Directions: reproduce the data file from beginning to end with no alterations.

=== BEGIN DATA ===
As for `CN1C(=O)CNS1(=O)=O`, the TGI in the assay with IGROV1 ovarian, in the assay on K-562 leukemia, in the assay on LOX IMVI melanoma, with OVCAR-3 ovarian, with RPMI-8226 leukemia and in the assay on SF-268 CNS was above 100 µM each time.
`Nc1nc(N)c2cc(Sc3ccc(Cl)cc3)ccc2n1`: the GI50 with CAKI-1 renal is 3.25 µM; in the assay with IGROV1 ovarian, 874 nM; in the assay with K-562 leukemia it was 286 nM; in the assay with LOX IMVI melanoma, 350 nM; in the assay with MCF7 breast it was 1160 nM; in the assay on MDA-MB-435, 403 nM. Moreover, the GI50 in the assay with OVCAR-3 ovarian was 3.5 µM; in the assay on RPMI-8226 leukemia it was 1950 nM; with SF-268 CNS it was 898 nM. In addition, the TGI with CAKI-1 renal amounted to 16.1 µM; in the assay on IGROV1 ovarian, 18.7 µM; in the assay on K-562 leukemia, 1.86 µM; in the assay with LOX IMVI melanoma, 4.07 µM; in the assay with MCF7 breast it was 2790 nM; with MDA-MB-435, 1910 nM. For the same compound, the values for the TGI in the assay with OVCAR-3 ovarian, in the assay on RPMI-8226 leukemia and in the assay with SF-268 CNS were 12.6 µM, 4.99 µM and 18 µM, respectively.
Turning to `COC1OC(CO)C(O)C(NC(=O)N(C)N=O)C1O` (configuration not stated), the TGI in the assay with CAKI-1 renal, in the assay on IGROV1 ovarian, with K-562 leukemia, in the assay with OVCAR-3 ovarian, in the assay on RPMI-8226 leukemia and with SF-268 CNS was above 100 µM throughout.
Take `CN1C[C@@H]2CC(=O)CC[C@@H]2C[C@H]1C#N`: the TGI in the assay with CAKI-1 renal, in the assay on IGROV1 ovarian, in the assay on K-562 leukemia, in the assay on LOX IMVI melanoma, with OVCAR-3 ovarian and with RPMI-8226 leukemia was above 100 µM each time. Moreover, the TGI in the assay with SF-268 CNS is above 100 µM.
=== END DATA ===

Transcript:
As for `CN1C(=O)CNS1(=O)=O`, the TGI in the assay with IGROV1 ovarian, in the assay on K-562 leukemia, in the assay on LOX IMVI melanoma, with OVCAR-3 ovarian, with RPMI-8226 leukemia and in the assay on SF-268 CNS was above 100 µM each time.
`Nc1nc(N)c2cc(Sc3ccc(Cl)cc3)ccc2n1`: the GI50 with CAKI-1 renal is 3.25 µM; in the assay with IGROV1 ovarian, 874 nM; in the assay with K-562 leukemia it was 286 nM; in the assay with LOX IMVI melanoma, 350 nM; in the assay with MCF7 breast it was 1160 nM; in the assay on MDA-MB-435, 403 nM. Moreover, the GI50 in the assay with OVCAR-3 ovarian was 3.5 µM; in the assay on RPMI-8226 leukemia it was 1950 nM; with SF-268 CNS it was 898 nM. In addition, the TGI with CAKI-1 renal amounted to 16.1 µM; in the assay on IGROV1 ovarian, 18.7 µM; in the assay on K-562 leukemia, 1.86 µM; in the assay with LOX IMVI melanoma, 4.07 µM; in the assay with MCF7 breast it was 2790 nM; with MDA-MB-435, 1910 nM. For the same compound, the values for the TGI in the assay with OVCAR-3 ovarian, in the assay on RPMI-8226 leukemia and in the assay with SF-268 CNS were 12.6 µM, 4.99 µM and 18 µM, respectively.
Turning to `COC1OC(CO)C(O)C(NC(=O)N(C)N=O)C1O` (configuration not stated), the TGI in the assay with CAKI-1 renal, in the assay on IGROV1 ovarian, with K-562 leukemia, in the assay with OVCAR-3 ovarian, in the assay on RPMI-8226 leukemia and with SF-268 CNS was above 100 µM throughout.
Take `CN1C[C@@H]2CC(=O)CC[C@@H]2C[C@H]1C#N`: the TGI in the assay with CAKI-1 renal, in the assay on IGROV1 ovarian, in the assay on K-562 leukemia, in the assay on LOX IMVI melanoma, with OVCAR-3 ovarian and with RPMI-8226 leukemia was above 100 µM each time. Moreover, the TGI in the assay with SF-268 CNS is above 100 µM.